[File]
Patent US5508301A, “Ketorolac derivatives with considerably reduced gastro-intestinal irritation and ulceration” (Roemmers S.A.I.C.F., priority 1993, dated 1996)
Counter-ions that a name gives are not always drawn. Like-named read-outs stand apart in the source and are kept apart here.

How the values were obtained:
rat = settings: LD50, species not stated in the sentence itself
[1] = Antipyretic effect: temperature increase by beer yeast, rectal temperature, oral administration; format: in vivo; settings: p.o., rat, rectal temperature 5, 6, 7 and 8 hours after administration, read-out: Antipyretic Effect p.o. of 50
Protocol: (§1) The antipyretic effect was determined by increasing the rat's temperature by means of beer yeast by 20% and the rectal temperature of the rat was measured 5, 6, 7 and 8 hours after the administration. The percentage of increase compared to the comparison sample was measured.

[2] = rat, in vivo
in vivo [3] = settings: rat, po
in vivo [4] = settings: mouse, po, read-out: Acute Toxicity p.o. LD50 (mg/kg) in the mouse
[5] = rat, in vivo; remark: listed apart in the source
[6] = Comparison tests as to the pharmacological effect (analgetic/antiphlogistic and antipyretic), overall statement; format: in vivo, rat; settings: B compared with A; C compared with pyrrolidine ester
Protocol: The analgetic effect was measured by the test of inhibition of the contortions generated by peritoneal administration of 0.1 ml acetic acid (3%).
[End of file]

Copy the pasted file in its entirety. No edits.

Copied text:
Patent US5508301A, “Ketorolac derivatives with considerably reduced gastro-intestinal irritation and ulceration” (Roemmers S.A.I.C.F., priority 1993, dated 1996)
Counter-ions that a name gives are not always drawn. Like-named read-outs stand apart in the source and are kept apart here.

How the values were obtained:
rat = settings: LD50, species not stated in the sentence itself
[1] = Antipyretic effect: temperature increase by beer yeast, rectal temperature, oral administration; format: in vivo; settings: p.o., rat, rectal temperature 5, 6, 7 and 8 hours after administration, read-out: Antipyretic Effect p.o. of 50
Protocol: (§1) The antipyretic effect was determined by increasing the rat's temperature by means of beer yeast by 20% and the rectal temperature of the rat was measured 5, 6, 7 and 8 hours after the administration. The percentage of increase compared to the comparison sample was measured.

[2] = rat, in vivo
in vivo [3] = settings: rat, po
in vivo [4] = settings: mouse, po, read-out: Acute Toxicity p.o. LD50 (mg/kg) in the mouse
[5] = rat, in vivo; remark: listed apart in the source
[6] = Comparison tests as to the pharmacological effect (analgetic/antiphlogistic and antipyretic), overall statement; format: in vivo, rat; settings: B compared with A; C compared with pyrrolidine ester
Protocol: The analgetic effect was measured by the test of inhibition of the contortions generated by peritoneal administration of 0.1 ml acetic acid (3%).